He’s not perceiving the effects of knowing you’re a freak no matter how people patronize you. He sees it as an obstacle to his intended outcome for the patient, so he develops a hatred for it. I like to use this Stuart Schneiderman quote wherever possible:

When it came to saying something about the reasons that lead a person to do a psychoanalysis, Lacan knew that it was not the wish to be normal, not the wish to be informed of the latest experimental results or the wish to adapt to the environment or the wish to have another caring and concerned friend, that led people to his door…

When psychology defines normal stages of human development and when therapists attempt to make sense of their patients’ experience by referring them to some putative normality, what they are doing is finding a convenient place for their patients within the concept they have of humanity. They teach their patients to identify with mankind. This is another identification that patients in analysis do not seek and should not be encouraged to develop. Such an identification is nothing more or less than the repression of subjectivity, of personal style, of quirks and idiosyncrasies.

People who present themselves for psychoanalysis are…alienated because they have had a taste of something else, and once they have had that experience the norm does not seem to be worth the bother. Analysands, and not only Lacanians, often say that they do not want to become part of normal life because it strikes them as insufferably boring. Their problem is not that they are alienated from the norm, but that they have considerable difficulty in dealing with normal people…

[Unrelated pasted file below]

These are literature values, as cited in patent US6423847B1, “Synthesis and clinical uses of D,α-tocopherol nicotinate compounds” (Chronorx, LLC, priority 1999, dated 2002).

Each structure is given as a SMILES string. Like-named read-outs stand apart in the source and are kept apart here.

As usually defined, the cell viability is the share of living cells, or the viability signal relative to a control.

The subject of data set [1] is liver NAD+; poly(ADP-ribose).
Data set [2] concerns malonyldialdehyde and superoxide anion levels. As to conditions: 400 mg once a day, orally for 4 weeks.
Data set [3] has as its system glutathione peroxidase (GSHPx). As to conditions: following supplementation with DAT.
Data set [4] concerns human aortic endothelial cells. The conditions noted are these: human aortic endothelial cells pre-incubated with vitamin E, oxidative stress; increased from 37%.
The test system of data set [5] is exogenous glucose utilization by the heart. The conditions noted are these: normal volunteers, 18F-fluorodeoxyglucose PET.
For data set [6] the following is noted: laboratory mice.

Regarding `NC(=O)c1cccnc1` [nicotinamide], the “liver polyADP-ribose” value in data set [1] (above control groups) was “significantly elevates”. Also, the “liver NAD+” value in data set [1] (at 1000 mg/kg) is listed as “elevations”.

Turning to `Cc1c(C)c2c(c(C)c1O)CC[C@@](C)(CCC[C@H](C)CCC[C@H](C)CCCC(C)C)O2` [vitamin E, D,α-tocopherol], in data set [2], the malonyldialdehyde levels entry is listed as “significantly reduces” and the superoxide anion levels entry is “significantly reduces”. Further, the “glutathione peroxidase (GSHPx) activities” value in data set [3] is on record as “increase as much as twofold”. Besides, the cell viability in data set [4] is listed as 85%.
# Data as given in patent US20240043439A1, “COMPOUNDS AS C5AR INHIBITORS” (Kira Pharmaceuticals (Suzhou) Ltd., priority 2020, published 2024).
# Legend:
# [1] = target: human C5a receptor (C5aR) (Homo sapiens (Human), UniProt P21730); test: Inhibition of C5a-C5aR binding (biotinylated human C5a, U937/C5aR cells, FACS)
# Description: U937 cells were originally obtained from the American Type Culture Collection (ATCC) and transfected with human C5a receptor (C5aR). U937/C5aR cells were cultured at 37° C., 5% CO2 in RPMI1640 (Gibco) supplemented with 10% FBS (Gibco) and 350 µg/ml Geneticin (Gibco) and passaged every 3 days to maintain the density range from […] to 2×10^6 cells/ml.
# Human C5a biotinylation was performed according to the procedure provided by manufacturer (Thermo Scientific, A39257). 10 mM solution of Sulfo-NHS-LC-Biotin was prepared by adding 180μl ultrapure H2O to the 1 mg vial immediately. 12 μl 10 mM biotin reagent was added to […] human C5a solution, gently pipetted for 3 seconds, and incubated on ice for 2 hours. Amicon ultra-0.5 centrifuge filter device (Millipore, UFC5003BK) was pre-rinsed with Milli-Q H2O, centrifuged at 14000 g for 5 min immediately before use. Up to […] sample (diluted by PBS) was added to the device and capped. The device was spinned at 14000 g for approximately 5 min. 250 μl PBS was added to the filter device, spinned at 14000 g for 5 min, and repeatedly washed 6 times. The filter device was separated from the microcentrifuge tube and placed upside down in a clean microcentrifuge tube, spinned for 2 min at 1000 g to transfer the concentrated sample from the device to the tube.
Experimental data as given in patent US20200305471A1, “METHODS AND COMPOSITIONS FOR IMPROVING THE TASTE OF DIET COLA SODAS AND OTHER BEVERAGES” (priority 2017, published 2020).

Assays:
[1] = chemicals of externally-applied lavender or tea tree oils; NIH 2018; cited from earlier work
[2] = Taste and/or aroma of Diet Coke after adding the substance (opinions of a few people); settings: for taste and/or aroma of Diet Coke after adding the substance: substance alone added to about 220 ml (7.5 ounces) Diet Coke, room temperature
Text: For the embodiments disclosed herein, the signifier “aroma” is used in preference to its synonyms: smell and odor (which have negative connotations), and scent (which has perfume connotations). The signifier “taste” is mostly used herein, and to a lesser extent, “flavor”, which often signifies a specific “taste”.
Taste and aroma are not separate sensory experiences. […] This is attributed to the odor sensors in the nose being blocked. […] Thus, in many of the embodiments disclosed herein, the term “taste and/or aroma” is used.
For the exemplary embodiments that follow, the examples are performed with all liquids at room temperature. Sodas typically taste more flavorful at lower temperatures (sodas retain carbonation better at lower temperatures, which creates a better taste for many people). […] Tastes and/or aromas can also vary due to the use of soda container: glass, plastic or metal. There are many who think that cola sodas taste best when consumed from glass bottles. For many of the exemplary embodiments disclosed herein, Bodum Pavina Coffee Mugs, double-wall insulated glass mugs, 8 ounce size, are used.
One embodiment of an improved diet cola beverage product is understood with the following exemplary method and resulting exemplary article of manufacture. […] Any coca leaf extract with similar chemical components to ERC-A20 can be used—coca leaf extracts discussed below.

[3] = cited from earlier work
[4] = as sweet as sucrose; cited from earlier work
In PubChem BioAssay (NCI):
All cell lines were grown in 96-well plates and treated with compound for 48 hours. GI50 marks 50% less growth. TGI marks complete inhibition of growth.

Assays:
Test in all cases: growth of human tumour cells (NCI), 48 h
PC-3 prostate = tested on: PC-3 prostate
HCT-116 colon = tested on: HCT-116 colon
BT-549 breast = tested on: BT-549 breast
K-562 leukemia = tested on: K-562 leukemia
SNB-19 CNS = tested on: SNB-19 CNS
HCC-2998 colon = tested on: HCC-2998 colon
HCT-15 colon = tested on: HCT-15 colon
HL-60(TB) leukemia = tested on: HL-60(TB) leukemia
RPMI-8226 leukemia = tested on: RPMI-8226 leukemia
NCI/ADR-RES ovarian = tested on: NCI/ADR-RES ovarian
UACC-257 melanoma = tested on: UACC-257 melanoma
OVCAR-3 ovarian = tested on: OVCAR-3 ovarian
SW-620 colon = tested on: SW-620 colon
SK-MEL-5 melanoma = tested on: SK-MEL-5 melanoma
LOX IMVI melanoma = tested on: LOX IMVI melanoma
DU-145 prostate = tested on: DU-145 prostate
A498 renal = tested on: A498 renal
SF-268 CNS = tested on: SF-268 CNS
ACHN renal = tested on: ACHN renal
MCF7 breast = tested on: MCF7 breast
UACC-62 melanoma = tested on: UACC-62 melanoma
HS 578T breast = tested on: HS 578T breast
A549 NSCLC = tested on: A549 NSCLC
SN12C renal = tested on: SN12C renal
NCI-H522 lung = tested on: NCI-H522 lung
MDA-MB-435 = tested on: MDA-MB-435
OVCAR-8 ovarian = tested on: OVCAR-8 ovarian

A person who sees an analyst is seeking a therapist who will not meddle in his life. Paradoxical as it may seem, the analysand is not looking for advice about how to live his life; he does not want to know what the analyst would do in the same situation, and he does not expect the analyst to be his friend or confidant. Basically, the analysand wants his analyst to mind his own business, to be interested in the things that concern him, directly or indirectly. And the analyst’s business is the transference.

The reason that anyone consults a mental health professional is suffering. What he asks for is relief from this suffering; his demand is for a cure. Lacan, who was so meticulous in distinguishing demand from desire, said that what he demands is surely not what he wants…The question of the beginning of a psychoanalysis is whether the analyst accepts or refuses the patient’s suffering…Suffering…is not a foreign element in the patient’s life, but essential to the patient’s existence. Suffering is the existence the neurotic knows and is not something to be rejected as sick, therefore only valid as it gives the therapist an occasion to practice his trade.

No love for the borderlines, as usual. LOL that I considered becoming a social worker due to not having this attitude:

I totally agree with your comment on counter transference. While working my prn inpatient psych job last weekend I was working with a patient that I very quickly recognized as likely being borderline. The patient continually would make self-contradictory statements that I would try to help them recognize through open ended questions and double-sided reflections.

After 20 minutes I had the strong feeling of “I really do not have the patience for this. This person just needs to be called out on their bullshit.”